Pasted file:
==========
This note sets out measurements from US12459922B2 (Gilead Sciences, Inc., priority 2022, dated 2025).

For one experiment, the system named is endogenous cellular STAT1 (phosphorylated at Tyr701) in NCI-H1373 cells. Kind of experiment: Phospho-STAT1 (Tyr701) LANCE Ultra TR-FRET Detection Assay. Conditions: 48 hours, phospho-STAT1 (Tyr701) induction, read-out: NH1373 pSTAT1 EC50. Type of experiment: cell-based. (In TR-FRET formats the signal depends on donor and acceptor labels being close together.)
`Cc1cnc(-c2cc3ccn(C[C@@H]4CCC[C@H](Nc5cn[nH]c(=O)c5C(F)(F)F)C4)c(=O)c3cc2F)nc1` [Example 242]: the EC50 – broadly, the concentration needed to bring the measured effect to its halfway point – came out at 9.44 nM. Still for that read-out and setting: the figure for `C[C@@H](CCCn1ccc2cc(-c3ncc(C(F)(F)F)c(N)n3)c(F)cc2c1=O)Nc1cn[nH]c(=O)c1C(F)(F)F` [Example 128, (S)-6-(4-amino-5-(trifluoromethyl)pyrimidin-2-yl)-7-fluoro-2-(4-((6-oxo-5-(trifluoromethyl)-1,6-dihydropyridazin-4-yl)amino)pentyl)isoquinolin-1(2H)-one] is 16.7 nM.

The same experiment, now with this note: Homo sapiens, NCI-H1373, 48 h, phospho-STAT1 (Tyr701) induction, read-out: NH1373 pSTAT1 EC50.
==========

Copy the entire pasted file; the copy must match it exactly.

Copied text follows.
This note sets out measurements from US12459922B2 (Gilead Sciences, Inc., priority 2022, dated 2025).

For one experiment, the system named is endogenous cellular STAT1 (phosphorylated at Tyr701) in NCI-H1373 cells. Kind of experiment: Phospho-STAT1 (Tyr701) LANCE Ultra TR-FRET Detection Assay. Conditions: 48 hours, phospho-STAT1 (Tyr701) induction, read-out: NH1373 pSTAT1 EC50. Type of experiment: cell-based. (In TR-FRET formats the signal depends on donor and acceptor labels being close together.)
`Cc1cnc(-c2cc3ccn(C[C@@H]4CCC[C@H](Nc5cn[nH]c(=O)c5C(F)(F)F)C4)c(=O)c3cc2F)nc1` [Example 242]: the EC50 – broadly, the concentration needed to bring the measured effect to its halfway point – came out at 9.44 nM. Still for that read-out and setting: the figure for `C[C@@H](CCCn1ccc2cc(-c3ncc(C(F)(F)F)c(N)n3)c(F)cc2c1=O)Nc1cn[nH]c(=O)c1C(F)(F)F` [Example 128, (S)-6-(4-amino-5-(trifluoromethyl)pyrimidin-2-yl)-7-fluoro-2-(4-((6-oxo-5-(trifluoromethyl)-1,6-dihydropyridazin-4-yl)amino)pentyl)isoquinolin-1(2H)-one] is 16.7 nM.

The same experiment, now with this note: Homo sapiens, NCI-H1373, 48 h, phospho-STAT1 (Tyr701) induction, read-out: NH1373 pSTAT1 EC50.